Market conditions more important than incentives on offer for FHB's

Market conditions more important than incentives on offer for FHB's
Market conditions more important than incentives on offer for FHB's

First home buyers should pay attention to market conditions, not the incentives on offer.

According to recently released housing finance data from the Australian Bureau of Statistics, the volume of new loans to first home buyers in New South Wales and Victoria has climbed substantially over recent months as value growth has slowed and even begun to fall in Sydney and Melbourne. 

First home buyers must be vigilant about purchasing homes and not just be lured into buying at the peak of the market because of attractive incentives.

In New South Wales, from 1 July 2017 first home buyers don’t have to pay stamp duty for both new and existing homes for properties up to $650,000.

Stamp duty payable is reduced for buyers paying between $650,000 and $800,000.  In Victoria, if you buy a new or established home from July 1 2017 no stamp duty is payable on homes worth less than $600,000 and stamp duty is reduced for properties worth between $600,000 and $750,000.

The removal of stamp duty has resulted in a substantial increase in first home buyer housing finance commitments. 

Over the six months from July to December 2017 there were 14,279 first home buyer finance commitments in New South Wales and 18,675 in Victoria.  To put this into some sort of perspective, over the six months prior to the new incentives going live there had been 7,891 first home buyer housing finance commitments in New South Wales and 12,683 commitments in Victoria.  This represents an increase in first home buyer volumes over the two six month periods before and after the changes to incentives of 81.0% in New South Wales and 47.2% in Victoria.

Since the stamp duty changes, average loan sizes have increased by 1.3% in New South Wales compared to an increase of 1.1% over the previous six months.  This seemingly suggests that the first home buyers entering the market are not using the removal of the stamp duty barrier to borrow more. 

In Victoria, it is a bit of a different story with average first home buyer loan sizes increasing 7.0% over the past six months compared to a 2.7% increase over the previous six months.  This would seem to suggest in Victoria, the stamp duty concessions are leading to mortgagees borrowing more.

The most concerning thing for any potential first home buyer in the current New South Wales and Victoria markets should be the lure of entering a market which has been growing rapidly for many years.  In fact, recent data for Sydney and Melbourne indicates that values are now declining.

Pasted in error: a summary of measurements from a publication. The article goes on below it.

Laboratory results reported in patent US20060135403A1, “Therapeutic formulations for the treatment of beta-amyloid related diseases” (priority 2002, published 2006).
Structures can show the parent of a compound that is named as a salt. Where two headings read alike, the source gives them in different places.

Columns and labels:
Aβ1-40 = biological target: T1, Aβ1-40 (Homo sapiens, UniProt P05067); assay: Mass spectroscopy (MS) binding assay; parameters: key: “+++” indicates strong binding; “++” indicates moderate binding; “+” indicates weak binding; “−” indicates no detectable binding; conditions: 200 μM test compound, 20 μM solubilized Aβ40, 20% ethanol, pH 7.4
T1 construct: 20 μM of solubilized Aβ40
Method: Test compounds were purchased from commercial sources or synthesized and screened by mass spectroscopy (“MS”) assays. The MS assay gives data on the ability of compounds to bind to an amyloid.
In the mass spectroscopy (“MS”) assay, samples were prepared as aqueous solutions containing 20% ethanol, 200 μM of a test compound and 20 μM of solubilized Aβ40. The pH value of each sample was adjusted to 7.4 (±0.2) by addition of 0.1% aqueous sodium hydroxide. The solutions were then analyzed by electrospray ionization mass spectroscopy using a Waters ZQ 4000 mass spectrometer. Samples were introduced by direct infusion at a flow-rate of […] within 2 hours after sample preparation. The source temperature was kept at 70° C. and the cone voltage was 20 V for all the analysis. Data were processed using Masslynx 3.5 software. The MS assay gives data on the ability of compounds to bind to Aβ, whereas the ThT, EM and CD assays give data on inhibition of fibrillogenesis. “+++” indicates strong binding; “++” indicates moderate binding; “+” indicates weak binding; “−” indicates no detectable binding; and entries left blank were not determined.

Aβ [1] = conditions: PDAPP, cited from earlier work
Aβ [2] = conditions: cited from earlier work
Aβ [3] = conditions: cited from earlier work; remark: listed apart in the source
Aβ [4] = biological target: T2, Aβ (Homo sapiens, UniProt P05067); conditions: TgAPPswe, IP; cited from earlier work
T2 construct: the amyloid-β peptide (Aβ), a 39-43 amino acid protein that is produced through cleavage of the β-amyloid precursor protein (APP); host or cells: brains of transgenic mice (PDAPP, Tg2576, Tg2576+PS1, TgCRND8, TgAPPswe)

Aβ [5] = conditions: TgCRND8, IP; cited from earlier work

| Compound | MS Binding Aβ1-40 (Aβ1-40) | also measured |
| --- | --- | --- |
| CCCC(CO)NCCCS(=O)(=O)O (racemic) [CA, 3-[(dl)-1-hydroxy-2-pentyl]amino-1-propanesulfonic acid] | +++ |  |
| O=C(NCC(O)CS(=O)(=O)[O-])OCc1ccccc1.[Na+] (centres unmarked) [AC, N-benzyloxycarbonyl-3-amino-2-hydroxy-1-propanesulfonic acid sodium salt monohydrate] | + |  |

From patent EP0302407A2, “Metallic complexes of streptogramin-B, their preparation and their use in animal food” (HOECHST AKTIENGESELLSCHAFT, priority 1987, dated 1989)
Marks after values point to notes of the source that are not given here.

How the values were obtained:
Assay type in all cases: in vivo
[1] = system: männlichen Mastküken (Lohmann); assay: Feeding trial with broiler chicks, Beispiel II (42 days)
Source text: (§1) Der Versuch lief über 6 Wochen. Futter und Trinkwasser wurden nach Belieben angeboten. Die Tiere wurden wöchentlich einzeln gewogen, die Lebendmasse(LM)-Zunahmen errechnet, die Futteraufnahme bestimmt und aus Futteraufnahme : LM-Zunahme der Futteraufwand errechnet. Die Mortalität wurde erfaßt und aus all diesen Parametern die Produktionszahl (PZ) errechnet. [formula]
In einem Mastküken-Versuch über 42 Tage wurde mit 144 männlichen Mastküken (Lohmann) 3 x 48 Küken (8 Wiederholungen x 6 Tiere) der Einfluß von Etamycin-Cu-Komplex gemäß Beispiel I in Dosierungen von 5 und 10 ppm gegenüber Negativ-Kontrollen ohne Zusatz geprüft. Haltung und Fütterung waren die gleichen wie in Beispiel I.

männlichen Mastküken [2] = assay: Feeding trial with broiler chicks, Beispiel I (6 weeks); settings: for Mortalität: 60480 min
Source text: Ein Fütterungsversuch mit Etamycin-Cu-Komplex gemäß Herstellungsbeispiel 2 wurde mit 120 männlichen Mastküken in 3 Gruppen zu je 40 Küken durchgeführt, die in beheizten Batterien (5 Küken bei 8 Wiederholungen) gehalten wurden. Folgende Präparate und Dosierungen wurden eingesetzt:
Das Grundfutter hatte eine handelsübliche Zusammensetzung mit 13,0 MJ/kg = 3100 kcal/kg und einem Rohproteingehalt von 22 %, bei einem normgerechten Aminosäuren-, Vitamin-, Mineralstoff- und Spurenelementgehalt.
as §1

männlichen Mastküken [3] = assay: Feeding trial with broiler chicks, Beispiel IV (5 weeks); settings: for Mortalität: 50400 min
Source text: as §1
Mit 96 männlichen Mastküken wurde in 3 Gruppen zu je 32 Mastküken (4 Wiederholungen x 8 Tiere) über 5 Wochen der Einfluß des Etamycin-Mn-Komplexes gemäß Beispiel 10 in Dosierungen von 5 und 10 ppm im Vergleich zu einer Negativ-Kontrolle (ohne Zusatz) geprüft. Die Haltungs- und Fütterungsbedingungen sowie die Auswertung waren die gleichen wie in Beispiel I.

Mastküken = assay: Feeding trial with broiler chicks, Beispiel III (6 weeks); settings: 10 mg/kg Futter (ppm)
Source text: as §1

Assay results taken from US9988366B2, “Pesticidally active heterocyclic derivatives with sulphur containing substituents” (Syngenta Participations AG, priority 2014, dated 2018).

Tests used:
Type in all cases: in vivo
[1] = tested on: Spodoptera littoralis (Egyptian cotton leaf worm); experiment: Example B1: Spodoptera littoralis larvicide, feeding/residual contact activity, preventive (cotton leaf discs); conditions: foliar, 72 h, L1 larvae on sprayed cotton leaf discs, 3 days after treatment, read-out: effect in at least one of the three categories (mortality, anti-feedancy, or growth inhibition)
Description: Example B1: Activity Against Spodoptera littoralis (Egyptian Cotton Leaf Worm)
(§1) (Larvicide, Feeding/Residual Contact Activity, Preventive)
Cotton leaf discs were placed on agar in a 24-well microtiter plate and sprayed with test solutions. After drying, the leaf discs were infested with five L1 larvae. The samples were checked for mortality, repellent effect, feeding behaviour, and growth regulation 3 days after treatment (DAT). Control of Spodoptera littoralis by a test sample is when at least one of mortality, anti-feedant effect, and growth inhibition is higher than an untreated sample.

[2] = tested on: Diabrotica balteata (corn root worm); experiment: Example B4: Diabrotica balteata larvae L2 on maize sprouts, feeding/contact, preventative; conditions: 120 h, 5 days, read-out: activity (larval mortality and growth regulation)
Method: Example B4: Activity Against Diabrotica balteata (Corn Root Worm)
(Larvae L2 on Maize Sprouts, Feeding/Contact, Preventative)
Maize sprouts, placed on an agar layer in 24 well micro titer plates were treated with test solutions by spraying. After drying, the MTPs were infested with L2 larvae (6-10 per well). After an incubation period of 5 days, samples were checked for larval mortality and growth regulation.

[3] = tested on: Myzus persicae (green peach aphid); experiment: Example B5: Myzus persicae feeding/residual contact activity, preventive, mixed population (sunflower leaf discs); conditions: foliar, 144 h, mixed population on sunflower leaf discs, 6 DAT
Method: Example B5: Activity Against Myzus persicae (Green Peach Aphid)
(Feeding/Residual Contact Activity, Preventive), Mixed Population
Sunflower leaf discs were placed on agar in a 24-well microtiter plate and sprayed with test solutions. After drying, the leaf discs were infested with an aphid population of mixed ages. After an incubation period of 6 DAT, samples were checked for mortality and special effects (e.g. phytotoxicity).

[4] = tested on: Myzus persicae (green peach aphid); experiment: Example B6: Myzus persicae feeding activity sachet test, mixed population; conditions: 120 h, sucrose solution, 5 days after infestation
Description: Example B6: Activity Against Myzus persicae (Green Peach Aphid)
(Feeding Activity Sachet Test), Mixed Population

Across all of New South Wales, values have fallen -2.4% from their August 2017 peak to January 2018 with values -3.1% lower in Sydney and not yet declining in regional New South Wales.  In Victoria, values are -0.1% lower than their November 2017 peak with declines of -0.4% in Melbourne and no declines as yet in regional Victoria.  An important point to note is that the rate of value growth is slowing in regional areas of New South Wales and Victoria although the slowdown is greater in regional New South Wales to-date.

While those declines may sound quite minor, first home buyers are generally most sensitive to changes in interest rates.  Although the cash rate is expected to be on hold until early 2019, the combination of already falling dwelling values and potentially higher mortgage rates in the medium-term, these factors should raise some alarm bells for potential buyers. 

For first home buyers there may be a sense that the removal of stamp duty along with the falling share of investors in the market creates the opportunity for entry however, ideally you do not want to be buying into a market which has only recently entered a downturn. 

The best bet for potential first home buyers may not be to jump at the incentives which are currently available.  With values declining and investor demand continuing to trend lower a better option may be to remain on the sidelines somewhat longer as values potentially continue to slide.  By doing this you potentially avoid going into negative equity immediately, you potentially buy at a lower price and you have time to save an even larger deposit for your mortgage. 

Furthermore, for well qualified borrowers with substantial deposits banks are competing heavily and offering substantial discounts for owner occupiers taking out principal and interest mortgages so if you take time and shop around you may be able to get a really good mortgage rate.

Cameron Kusher is head of research for CoreLogic. You can contact him here.

Cameron Kusher

Cameron Kusher

Cameron Kusher is senior research analyst at CoreLogic RP Data.

First Home Buyers Stamp Duty

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